Alberto Bravin, University of Milano Bicocca, Milan

X-ray navigation within specimens using the "virtual histology"

Abstract. "Virtual histology" is a recent imaging technique, achieved through the use of X-rays, which allows samples of biological origin to be viewed in 3D, at multiple resolutions.

Technological progress in the field of phase contrast X-ray tomography, performed with and without the use of contrast media, has made it possible not only to visualize the tissue structure in 3D in a minimally invasive way, i.e. without dissecting the samples, but also to being able to virtually navigate within them. Image processing allows the spatial structure of homogeneous classes of structures to be followed, allowing, for the first time, to study the architecture of tissues or the evolution of a pathology at a microscopic level.

The great potential shown so far by virtual histology is giving an unprecedented boost to the detailed 3D understanding of anatomical structures and contributing to the interpretation of the in-situ pathophysiological effects of innovative drugs or therapies. (The talk is based on joint work with Paola Coan, Ludwig Maximilian Universität, Munich, Germany.)

Sara Brunetti, Università di Siena

On binary matrices, pyramids, and tomographic data

Abstract. Based on the idea to "enhance" binary images towards integer matrices, we define a map from the set of binary images to the set of plane partitions. Then, exploiting the known bijection between plane partitions and (3D-)pyramids, we investigate the tomographic problem of reconstructing a pyramid from 2D binary data related to its binary skeleton.

In general, the reconstruction is not unique, due to the presence of switching components in the binary skeleton, whose position plays a crucial role on the height and the size of the resulting pyramid.

We present some remarks and examples on how different binary skeleton solutions can reflect on the geometry of the 3D reconstructed objects, in view of a possible strategy leading to minimal pyramids

Mara CercignaniCardiff University

MRI biomarkers of white matter integrity: insight & pitfalls

Abstract. The white matter of the brain constitutes the network of physical connections linking sets of neurons and enabling fast communication between them. As such, the white matter is instrumental to the efficiency of both, the healthy and the unhealthy brain.

Diffusion MRI made it possible to characterise and reconstruct white matter tracts in vivo non invasively and has enabled the mapping of white matter connections. On the microscopic level, quantitative MRI techniques can nowadays provide information about properties of the white matter, such as myelination and axonal size and density, which can directly affect parameters such as the speed of neuronal conduction. This portfolio of techniques, combined with functional assessments of connectivity, promise to unravel some of the mysteries of the human brain, including the possibility of understanding the relationship between anatomy and function. All MRI techniques, however, are indirect and suffer from bias and limitation. In order to interpret their results appropriately, it is important to understand such limitations. This talk will provide an overview of the main quantitative techniques used to map the white matter and what are the pitfalls associated with them.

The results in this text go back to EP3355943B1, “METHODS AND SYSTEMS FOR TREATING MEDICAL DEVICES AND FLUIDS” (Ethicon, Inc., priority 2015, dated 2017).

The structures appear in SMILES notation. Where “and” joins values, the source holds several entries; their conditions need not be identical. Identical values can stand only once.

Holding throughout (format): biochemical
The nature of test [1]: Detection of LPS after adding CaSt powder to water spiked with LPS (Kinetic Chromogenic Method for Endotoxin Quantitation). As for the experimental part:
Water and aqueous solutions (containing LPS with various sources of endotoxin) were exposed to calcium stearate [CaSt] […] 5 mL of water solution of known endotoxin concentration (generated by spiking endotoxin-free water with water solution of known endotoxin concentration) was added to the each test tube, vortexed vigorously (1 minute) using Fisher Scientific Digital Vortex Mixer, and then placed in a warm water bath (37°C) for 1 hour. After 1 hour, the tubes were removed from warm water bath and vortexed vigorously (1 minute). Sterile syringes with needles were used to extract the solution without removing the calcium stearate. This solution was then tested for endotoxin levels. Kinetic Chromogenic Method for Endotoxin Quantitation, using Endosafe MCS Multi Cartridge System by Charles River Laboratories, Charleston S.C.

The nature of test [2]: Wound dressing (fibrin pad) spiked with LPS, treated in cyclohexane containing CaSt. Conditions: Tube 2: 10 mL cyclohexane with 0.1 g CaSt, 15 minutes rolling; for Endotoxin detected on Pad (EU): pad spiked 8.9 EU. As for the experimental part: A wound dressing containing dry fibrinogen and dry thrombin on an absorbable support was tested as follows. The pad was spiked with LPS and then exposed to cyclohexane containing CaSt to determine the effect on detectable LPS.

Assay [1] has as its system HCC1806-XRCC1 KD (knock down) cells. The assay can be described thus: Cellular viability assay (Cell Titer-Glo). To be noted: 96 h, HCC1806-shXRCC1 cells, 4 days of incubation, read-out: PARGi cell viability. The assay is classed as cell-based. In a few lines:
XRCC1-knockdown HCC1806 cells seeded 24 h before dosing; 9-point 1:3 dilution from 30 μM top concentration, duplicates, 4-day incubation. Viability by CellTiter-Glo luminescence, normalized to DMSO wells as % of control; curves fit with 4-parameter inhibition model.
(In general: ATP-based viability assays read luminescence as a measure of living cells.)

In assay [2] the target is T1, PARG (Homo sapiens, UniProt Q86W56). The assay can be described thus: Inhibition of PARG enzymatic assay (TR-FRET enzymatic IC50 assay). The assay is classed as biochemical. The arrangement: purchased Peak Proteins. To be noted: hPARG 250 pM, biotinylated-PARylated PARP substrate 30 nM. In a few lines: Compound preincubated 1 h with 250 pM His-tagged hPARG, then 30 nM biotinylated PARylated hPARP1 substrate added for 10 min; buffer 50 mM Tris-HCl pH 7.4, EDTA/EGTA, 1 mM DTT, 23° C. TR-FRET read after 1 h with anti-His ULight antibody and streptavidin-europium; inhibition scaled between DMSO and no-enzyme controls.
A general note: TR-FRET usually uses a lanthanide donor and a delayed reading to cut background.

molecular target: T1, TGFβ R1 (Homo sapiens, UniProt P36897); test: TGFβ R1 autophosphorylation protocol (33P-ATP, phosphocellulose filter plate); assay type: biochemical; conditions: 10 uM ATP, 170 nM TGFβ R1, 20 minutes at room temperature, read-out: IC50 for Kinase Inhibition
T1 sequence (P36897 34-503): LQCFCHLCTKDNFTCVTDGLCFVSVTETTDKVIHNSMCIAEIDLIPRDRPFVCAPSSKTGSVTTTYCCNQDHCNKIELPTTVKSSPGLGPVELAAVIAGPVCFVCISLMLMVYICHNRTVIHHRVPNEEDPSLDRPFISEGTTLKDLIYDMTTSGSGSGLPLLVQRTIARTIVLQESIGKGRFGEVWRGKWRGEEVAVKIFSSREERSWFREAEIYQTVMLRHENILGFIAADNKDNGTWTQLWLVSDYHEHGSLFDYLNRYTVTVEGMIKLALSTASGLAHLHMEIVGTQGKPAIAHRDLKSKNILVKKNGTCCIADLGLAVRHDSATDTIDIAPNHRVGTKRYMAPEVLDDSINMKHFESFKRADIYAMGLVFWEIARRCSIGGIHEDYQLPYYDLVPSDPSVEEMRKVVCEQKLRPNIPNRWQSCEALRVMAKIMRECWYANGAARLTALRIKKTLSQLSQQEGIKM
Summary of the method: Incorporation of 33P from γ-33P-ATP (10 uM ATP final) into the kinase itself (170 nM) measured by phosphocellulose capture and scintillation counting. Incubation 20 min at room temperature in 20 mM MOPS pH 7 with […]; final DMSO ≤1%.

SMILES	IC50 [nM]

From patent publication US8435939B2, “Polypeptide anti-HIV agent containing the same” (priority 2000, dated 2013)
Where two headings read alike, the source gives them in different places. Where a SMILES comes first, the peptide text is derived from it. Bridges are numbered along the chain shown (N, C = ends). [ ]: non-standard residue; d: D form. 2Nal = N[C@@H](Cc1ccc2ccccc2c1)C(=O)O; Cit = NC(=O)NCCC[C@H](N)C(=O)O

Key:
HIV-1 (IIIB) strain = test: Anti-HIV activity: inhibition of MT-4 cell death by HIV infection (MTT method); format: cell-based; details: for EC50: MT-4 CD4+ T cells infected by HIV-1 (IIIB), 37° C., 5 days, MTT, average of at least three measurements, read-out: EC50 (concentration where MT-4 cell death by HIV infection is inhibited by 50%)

Roberto Fedele, Politecnico di Milano

A 3D-Volume Digital Image Correlation procedure to detect the bulk deformation of composite samples during in situ testing

Abstract. In this communication the main features of a 3D-Volume Digital Image Correlation (3D-Vol DIC) code are outlined, based on three dimensional digital images provided by X-ray computed microtomography, see e.g. [1] and [2]. Such a code, developed for Intel Fortran, is based on a Galerkin- finite element discretization of the displacement field within the Region of Interest (ROI), and exploits a multiscale strategy. Descending along the image pyramid, the image matching function is linearized and Newton-Raphson iterations are carried out to achieve an estimate of the minimizing vector, providing a suitable initialization for the lower scale solution. To reduce the computational burden, strategies are implemented to split into blocks the heavy tomographic reconstructions, processed in a sequence, and, for each block, to handle the analyses relevant to the finite elements in parallel on diverse processors before operating the assembly of the pseudo-stiffness matrix and of the pseudo-load vector. Preliminary details are provided about an experimental campaign carried out at the Elettra (Trieste) synchrotron facility on SiCf/SiC small samples, about 1 mm thick, subjected to in situ mechanical loading [1]. The synergistic combination of  X-ray tomography with in situ testing represents a new frontier of multidisciplinary research, see also [3].